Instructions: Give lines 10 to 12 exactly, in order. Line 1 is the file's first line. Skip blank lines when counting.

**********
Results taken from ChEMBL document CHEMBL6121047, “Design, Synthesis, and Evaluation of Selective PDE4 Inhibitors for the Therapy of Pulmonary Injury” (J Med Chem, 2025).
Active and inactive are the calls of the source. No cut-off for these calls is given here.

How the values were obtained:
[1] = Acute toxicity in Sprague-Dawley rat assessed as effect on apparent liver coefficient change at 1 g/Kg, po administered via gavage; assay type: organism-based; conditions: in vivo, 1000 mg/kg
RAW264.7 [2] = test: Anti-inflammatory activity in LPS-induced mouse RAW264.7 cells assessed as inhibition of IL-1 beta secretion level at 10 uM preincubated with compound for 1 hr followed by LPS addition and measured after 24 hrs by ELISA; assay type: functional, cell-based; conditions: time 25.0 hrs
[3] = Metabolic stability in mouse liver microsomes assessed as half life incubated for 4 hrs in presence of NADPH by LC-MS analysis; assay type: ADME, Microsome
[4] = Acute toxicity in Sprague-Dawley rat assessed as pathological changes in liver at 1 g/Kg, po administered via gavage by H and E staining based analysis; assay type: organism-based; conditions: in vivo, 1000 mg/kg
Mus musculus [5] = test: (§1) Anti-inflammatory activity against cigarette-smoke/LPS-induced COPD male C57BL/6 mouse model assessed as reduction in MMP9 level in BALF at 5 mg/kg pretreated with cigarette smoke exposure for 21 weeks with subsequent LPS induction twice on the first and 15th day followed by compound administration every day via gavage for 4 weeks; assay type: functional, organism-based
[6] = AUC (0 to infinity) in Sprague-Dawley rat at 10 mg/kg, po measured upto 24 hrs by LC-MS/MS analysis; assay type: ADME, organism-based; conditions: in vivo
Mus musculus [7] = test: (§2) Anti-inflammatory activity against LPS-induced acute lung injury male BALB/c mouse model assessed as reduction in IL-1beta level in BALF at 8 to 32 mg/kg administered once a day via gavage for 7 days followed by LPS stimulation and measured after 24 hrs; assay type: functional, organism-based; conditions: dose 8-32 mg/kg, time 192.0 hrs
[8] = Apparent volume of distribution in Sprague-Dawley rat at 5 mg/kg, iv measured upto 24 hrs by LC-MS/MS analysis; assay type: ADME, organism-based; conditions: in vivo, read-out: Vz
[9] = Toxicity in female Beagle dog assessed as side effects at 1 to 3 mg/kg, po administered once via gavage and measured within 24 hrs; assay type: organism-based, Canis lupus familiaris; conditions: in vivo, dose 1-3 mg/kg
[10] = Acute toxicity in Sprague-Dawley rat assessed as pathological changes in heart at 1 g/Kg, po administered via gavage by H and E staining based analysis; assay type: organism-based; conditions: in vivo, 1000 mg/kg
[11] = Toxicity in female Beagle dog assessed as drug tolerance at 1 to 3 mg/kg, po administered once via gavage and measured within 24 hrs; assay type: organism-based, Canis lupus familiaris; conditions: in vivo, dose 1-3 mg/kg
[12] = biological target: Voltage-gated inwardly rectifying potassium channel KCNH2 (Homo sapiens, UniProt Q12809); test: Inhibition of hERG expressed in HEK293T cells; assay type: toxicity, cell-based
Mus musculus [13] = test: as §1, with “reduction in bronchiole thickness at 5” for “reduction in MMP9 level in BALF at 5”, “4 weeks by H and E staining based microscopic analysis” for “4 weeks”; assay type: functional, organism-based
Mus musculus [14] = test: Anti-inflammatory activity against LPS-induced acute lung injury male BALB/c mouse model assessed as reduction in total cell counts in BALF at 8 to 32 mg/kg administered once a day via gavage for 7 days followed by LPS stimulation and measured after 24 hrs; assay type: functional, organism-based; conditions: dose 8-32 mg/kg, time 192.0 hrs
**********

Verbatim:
Mus musculus [7] = test: (§2) Anti-inflammatory activity against LPS-induced acute lung injury male BALB/c mouse model assessed as reduction in IL-1beta level in BALF at 8 to 32 mg/kg administered once a day via gavage for 7 days followed by LPS stimulation and measured after 24 hrs; assay type: functional, organism-based; conditions: dose 8-32 mg/kg, time 192.0 hrs
[8] = Apparent volume of distribution in Sprague-Dawley rat at 5 mg/kg, iv measured upto 24 hrs by LC-MS/MS analysis; assay type: ADME, organism-based; conditions: in vivo, read-out: Vz
[9] = Toxicity in female Beagle dog assessed as side effects at 1 to 3 mg/kg, po administered once via gavage and measured within 24 hrs; assay type: organism-based, Canis lupus familiaris; conditions: in vivo, dose 1-3 mg/kg